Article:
Of course, this is paid off by the pleasant aroma of their leaves, because they are unavoidable when it comes to meat and barbecue. My personal favorite is to make a marinade of rosemary branches, oil, and spices and leave it to sit overnight.

Then, by using the branch as a brush, I’ve soaked the meat while it is on the grill. This way the spices and the aroma of rosemary are leaving but a whim, without killing of the scent of the meat.

15. Chili Peppers

Those guys may be small, but they pack a punch. This type of peppers requires a lot of sunlight and moderate watering. Therefore, I have planted them in late fall, used remaining sunlight and nice weather, and took them inside once it became too cold for them.

The amount of water dictates the strength of the taste, so if you prefer stronger “kick,” keep the water supply at a minimum. Also, they have moderately sensitive leaves which can be harmed by cold, so keeping them out of draft might save you the trouble.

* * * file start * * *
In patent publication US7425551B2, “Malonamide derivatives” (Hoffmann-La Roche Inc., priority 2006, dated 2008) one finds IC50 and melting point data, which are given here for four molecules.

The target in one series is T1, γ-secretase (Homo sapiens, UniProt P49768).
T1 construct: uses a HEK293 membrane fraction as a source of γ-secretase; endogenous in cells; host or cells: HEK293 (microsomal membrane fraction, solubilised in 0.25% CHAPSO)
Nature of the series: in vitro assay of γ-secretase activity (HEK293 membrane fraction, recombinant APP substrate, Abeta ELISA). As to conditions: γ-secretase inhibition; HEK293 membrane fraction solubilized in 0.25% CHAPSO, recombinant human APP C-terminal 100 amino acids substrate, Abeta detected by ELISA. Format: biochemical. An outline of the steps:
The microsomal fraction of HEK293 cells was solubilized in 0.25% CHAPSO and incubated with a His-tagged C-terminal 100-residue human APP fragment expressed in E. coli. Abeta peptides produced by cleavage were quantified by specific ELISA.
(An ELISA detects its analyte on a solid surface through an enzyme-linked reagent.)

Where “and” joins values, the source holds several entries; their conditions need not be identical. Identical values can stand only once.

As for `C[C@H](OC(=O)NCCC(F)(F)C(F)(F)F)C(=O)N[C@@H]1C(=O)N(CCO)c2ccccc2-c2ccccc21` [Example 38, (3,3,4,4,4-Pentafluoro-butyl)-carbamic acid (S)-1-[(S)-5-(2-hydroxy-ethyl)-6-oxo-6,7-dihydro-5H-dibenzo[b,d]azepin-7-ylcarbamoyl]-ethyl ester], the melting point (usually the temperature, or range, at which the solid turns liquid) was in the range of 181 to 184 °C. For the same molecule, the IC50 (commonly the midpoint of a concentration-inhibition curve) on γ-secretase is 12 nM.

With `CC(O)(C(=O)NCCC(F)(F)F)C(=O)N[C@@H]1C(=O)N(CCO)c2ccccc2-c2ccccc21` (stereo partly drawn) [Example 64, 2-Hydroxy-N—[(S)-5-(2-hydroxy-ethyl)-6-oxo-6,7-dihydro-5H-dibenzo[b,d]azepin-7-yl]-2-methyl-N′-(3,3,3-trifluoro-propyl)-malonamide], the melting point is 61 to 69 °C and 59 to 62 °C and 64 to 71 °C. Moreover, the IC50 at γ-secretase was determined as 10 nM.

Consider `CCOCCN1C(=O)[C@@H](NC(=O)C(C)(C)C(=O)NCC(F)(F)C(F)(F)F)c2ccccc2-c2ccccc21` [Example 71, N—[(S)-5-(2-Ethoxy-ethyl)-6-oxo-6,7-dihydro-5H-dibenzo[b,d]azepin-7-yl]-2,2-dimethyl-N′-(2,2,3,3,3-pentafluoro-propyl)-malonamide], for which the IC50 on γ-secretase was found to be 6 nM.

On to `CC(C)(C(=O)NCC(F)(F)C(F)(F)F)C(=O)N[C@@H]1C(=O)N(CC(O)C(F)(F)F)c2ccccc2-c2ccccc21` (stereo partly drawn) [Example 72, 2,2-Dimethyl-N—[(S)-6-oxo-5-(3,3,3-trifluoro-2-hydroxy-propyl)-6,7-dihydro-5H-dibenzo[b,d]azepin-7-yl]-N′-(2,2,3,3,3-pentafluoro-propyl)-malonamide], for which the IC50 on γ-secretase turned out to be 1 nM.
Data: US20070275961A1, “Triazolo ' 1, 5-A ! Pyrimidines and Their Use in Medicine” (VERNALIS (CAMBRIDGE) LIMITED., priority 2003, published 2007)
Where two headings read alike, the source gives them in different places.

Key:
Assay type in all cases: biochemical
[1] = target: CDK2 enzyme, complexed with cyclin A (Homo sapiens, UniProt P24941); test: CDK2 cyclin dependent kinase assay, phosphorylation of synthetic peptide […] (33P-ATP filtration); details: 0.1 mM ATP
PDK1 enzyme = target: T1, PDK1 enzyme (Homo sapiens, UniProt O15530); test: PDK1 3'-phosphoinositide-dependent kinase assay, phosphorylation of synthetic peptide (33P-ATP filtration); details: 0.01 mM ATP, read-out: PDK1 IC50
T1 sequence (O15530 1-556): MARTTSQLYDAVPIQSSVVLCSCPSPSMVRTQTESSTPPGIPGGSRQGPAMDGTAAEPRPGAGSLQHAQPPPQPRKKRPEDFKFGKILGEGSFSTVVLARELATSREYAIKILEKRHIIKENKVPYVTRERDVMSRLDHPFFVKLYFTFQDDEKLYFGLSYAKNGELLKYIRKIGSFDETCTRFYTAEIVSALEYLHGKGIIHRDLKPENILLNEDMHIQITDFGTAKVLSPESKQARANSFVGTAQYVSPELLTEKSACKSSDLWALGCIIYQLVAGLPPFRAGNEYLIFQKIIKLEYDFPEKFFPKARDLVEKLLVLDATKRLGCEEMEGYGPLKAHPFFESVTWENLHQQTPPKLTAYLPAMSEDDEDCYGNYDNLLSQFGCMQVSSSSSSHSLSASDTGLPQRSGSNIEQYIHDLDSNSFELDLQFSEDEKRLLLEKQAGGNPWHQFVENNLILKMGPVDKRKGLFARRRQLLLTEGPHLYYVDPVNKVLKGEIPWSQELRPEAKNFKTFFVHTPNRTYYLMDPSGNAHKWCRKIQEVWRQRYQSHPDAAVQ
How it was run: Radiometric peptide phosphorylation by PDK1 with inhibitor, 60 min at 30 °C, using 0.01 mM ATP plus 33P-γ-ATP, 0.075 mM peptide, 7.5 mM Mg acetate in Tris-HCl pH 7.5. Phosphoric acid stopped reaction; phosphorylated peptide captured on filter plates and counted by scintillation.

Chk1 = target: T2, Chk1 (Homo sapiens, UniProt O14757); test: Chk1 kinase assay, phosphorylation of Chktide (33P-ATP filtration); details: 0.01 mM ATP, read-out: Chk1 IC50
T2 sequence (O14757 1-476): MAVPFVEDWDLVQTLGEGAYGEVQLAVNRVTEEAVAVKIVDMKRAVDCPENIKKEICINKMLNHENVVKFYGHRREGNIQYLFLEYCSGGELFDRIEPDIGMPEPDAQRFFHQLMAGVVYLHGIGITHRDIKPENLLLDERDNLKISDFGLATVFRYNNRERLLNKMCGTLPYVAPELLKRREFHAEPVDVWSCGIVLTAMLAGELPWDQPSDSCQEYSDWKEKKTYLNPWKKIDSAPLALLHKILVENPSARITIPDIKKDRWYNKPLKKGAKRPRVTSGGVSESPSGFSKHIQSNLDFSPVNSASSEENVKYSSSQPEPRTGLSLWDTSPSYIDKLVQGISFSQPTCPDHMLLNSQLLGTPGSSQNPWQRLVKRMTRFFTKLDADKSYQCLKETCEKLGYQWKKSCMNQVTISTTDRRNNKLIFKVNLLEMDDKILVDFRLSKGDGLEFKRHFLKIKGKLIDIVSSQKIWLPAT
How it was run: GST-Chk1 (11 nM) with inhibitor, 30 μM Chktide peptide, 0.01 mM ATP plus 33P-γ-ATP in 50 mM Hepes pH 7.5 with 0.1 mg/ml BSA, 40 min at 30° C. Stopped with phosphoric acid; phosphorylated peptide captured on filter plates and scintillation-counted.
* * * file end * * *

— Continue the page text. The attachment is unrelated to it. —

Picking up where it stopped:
So, there is my list. I surely hope that these 15 organic vegetables you can grow in winter will keep you happy and occupied and that your effort will be rewarded.

There are also several other things to look after when planting the vegetables for winter:

  • The pot should provide enough room for all the plants
  • Sunlight is critical for some of the plants, and in case that you are uncertain how much daytime you will have, there is a chart for this
  • pH value of the soil is also important, keeping track of this can make a difference between success and no fruit at all

In any case, I’d love to hear from you, and sharing your advice would mean a lot to me because there is always room for improvement. Share your wisdom in the comment section below.